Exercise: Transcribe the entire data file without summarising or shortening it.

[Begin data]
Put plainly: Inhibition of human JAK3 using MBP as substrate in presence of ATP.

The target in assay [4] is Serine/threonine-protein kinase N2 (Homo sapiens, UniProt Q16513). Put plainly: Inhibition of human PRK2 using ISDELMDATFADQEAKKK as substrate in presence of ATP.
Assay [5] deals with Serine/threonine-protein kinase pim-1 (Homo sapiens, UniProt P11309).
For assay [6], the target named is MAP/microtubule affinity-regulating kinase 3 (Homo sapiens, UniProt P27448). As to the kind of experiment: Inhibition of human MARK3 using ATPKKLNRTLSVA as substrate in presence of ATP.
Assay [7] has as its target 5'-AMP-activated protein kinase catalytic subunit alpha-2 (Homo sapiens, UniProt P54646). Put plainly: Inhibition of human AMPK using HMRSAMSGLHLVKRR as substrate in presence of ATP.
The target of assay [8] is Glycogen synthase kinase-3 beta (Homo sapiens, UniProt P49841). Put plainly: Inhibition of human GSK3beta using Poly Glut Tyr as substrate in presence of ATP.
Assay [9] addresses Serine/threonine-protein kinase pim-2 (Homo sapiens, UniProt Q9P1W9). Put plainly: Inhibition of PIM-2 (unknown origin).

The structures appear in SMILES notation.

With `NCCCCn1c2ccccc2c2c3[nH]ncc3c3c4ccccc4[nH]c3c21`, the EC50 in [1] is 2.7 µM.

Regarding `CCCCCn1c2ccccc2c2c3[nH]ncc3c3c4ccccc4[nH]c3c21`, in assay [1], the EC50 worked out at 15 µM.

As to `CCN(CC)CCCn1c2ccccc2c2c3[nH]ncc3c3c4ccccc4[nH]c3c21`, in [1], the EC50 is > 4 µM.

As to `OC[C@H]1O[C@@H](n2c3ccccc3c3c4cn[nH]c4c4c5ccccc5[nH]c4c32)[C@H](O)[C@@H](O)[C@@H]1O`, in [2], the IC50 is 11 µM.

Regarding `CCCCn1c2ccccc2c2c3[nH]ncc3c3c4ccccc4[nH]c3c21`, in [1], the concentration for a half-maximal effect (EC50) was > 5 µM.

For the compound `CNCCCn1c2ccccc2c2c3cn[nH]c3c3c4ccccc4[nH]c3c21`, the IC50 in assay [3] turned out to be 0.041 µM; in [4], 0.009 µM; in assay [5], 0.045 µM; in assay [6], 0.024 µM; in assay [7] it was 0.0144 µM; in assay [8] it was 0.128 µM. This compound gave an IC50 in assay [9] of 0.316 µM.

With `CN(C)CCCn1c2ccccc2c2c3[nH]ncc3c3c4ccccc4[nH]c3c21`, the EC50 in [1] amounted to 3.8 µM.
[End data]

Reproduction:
Put plainly: Inhibition of human JAK3 using MBP as substrate in presence of ATP.

The target in assay [4] is Serine/threonine-protein kinase N2 (Homo sapiens, UniProt Q16513). Put plainly: Inhibition of human PRK2 using ISDELMDATFADQEAKKK as substrate in presence of ATP.
Assay [5] deals with Serine/threonine-protein kinase pim-1 (Homo sapiens, UniProt P11309).
For assay [6], the target named is MAP/microtubule affinity-regulating kinase 3 (Homo sapiens, UniProt P27448). As to the kind of experiment: Inhibition of human MARK3 using ATPKKLNRTLSVA as substrate in presence of ATP.
Assay [7] has as its target 5'-AMP-activated protein kinase catalytic subunit alpha-2 (Homo sapiens, UniProt P54646). Put plainly: Inhibition of human AMPK using HMRSAMSGLHLVKRR as substrate in presence of ATP.
The target of assay [8] is Glycogen synthase kinase-3 beta (Homo sapiens, UniProt P49841). Put plainly: Inhibition of human GSK3beta using Poly Glut Tyr as substrate in presence of ATP.
Assay [9] addresses Serine/threonine-protein kinase pim-2 (Homo sapiens, UniProt Q9P1W9). Put plainly: Inhibition of PIM-2 (unknown origin).

The structures appear in SMILES notation.

With `NCCCCn1c2ccccc2c2c3[nH]ncc3c3c4ccccc4[nH]c3c21`, the EC50 in [1] is 2.7 µM.

Regarding `CCCCCn1c2ccccc2c2c3[nH]ncc3c3c4ccccc4[nH]c3c21`, in assay [1], the EC50 worked out at 15 µM.

As to `CCN(CC)CCCn1c2ccccc2c2c3[nH]ncc3c3c4ccccc4[nH]c3c21`, in [1], the EC50 is > 4 µM.

As to `OC[C@H]1O[C@@H](n2c3ccccc3c3c4cn[nH]c4c4c5ccccc5[nH]c4c32)[C@H](O)[C@@H](O)[C@@H]1O`, in [2], the IC50 is 11 µM.

Regarding `CCCCn1c2ccccc2c2c3[nH]ncc3c3c4ccccc4[nH]c3c21`, in [1], the concentration for a half-maximal effect (EC50) was > 5 µM.

For the compound `CNCCCn1c2ccccc2c2c3cn[nH]c3c3c4ccccc4[nH]c3c21`, the IC50 in assay [3] turned out to be 0.041 µM; in [4], 0.009 µM; in assay [5], 0.045 µM; in assay [6], 0.024 µM; in assay [7] it was 0.0144 µM; in assay [8] it was 0.128 µM. This compound gave an IC50 in assay [9] of 0.316 µM.

With `CN(C)CCCn1c2ccccc2c2c3[nH]ncc3c3c4ccccc4[nH]c3c21`, the EC50 in [1] amounted to 3.8 µM.